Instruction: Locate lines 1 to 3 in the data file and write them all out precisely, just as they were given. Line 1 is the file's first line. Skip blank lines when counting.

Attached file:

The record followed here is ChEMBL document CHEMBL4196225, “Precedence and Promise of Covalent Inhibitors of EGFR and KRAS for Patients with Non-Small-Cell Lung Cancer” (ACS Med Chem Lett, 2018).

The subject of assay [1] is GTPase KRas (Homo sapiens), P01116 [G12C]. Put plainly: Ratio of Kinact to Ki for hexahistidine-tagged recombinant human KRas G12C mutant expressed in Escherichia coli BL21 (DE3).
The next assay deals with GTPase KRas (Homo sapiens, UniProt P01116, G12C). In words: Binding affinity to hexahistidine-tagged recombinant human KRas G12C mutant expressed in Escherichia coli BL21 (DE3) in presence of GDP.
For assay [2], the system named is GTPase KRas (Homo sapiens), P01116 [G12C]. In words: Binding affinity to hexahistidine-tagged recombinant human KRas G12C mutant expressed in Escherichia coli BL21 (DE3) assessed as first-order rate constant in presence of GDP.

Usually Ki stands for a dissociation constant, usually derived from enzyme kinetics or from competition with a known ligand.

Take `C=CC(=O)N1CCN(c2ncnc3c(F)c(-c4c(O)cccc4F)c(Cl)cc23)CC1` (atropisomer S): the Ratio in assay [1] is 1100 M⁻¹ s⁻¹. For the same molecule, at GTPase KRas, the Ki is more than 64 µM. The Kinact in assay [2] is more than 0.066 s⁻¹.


The record followed here is ChEMBL document CHEMBL4196225, “Precedence and Promise of Covalent Inhibitors of EGFR and KRAS for Patients with Non-Small-Cell Lung Cancer” (ACS Med Chem Lett, 2018).

The subject of assay [1] is GTPase KRas (Homo sapiens), P01116 [G12C]. Put plainly: Ratio of Kinact to Ki for hexahistidine-tagged recombinant human KRas G12C mutant expressed in Escherichia coli BL21 (DE3).
The next assay deals with GTPase KRas (Homo sapiens, UniProt P01116, G12C). In words: Binding affinity to hexahistidine-tagged recombinant human KRas G12C mutant expressed in Escherichia coli BL21 (DE3) in presence of GDP.